A first glance at the PPIC poll on education gives some hope to the governor for his proposed ballot measure. However, there are indications in the poll that the governor could be facing a rough road ahead to pass his initiative.

The poll shows likely voters supporting the governor’s income tax/sales tax increase plan 54% to 39%. At this stage of a campaign, when the signatures to qualify the measure for the ballot have not yet been filed, 54% support is not a solid number.

No opposition campaign has been established to fight the governor’s tax plan but there will be one. When that opposition steps up, the majority support will be severely tested.

Another finding in the poll is that while voters like a “tax the rich” idea to raise funds for schools (with 65% yes), they are not so hot on the notion of raising the sales tax. The governor’s proposal includes a quarter-cent sales tax increase. The poll found a sales tax increase was opposed, 46% Yes, 52% No.

The third indicator is more complicated but could play out over time. The poll shows that voters are concerned about schools. According to the poll, 72% of likely voters say the state budget situation hurt schools and 67% agree that the quality of education is a big problem.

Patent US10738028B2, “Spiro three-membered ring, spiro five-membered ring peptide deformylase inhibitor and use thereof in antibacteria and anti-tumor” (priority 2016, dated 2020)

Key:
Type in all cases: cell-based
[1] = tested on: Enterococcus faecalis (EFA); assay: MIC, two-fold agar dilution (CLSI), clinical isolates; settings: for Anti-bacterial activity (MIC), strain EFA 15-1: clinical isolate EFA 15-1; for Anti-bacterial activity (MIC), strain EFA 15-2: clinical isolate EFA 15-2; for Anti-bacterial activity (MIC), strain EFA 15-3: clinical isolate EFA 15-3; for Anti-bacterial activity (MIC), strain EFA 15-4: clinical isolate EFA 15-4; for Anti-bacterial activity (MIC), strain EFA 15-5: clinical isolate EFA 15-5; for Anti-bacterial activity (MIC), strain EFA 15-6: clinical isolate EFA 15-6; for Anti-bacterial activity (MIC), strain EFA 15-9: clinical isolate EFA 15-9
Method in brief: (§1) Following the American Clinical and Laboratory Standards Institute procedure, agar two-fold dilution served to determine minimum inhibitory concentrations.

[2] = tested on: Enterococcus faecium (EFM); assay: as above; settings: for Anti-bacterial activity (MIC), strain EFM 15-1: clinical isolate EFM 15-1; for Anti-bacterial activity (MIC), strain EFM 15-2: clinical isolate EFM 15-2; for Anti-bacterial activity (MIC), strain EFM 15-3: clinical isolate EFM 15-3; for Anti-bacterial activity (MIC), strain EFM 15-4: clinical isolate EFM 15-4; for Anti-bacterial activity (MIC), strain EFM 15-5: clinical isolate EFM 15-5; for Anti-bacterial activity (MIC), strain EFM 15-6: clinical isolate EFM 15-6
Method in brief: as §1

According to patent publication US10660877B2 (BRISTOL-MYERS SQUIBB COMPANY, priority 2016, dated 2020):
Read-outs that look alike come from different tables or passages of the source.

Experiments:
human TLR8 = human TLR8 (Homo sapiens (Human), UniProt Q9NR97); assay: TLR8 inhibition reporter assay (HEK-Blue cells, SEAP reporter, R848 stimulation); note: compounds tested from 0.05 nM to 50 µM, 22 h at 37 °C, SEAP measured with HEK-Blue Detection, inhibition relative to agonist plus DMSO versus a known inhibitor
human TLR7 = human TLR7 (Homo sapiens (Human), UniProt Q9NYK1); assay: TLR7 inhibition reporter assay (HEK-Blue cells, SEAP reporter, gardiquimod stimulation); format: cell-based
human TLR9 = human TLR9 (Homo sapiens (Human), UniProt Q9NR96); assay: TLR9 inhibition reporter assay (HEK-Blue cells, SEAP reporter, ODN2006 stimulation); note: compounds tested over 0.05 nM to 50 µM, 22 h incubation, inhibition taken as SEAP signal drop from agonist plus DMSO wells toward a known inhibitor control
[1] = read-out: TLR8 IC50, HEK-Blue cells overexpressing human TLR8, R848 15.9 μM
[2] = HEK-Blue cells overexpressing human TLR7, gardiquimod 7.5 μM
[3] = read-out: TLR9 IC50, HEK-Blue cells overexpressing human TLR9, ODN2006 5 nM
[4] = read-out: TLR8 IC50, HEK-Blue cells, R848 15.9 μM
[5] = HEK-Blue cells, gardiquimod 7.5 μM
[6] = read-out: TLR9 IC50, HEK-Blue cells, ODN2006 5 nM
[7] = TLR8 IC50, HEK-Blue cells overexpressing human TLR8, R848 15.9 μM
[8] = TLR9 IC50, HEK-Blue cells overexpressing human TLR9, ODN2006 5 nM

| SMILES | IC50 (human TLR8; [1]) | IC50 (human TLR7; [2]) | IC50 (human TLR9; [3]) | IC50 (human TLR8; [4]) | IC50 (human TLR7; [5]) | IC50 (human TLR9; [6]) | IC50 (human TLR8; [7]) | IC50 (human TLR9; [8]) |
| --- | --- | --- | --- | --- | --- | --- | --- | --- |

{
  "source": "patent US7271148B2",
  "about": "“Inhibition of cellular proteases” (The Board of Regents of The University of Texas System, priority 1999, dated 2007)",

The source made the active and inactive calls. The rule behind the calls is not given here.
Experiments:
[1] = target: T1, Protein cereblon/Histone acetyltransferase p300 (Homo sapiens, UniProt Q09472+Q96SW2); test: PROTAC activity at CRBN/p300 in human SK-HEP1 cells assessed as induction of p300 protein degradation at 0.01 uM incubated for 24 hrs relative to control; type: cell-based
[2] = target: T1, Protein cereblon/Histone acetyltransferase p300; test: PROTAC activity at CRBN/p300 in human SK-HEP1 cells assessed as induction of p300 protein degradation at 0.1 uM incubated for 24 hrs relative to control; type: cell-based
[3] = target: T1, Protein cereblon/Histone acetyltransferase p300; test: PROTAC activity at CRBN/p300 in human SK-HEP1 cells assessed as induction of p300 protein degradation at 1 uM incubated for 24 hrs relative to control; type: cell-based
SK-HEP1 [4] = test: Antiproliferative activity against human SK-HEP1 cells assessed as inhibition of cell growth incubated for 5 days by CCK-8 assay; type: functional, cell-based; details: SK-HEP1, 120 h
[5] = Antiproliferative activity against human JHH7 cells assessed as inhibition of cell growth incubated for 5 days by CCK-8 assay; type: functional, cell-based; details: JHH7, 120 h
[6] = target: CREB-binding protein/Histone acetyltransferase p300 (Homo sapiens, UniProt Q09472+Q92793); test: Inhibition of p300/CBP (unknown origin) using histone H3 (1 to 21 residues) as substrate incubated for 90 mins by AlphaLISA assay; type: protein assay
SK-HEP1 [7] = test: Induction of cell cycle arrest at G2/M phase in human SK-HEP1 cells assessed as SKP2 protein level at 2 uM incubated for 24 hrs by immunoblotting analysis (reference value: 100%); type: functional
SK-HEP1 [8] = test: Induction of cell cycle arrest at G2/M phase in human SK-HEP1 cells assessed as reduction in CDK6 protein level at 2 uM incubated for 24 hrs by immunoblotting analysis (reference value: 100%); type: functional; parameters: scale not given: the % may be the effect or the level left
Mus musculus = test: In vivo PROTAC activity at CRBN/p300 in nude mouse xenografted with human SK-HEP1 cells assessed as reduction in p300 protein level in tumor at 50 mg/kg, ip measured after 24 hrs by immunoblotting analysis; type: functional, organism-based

The governor plays to that empathy. He says his plan is designed to direct new funding for schools. However, that position has been challenged.

The governor’s plan proposes to fund his realignment program with local governments as well as schools. Molly Munger, the Los Angeles activist attorney who is sponsoring a competing initiative, argues that the money from the governor’s initiative is not going to the schools. She has already started airing commercials to draw the distinction between her initiative and the governor’s plan. The commercial emphasizes money raised by here initiative goes directly to schools “Not to Sacramento.” (You can view the commercial here.)

If Munger’s campaign spends a lot of resources pointing out that the governor’s proposal does not benefit the schools as much as the governor insists it does, the voters represented by the PPIC could well have second thoughts come election time.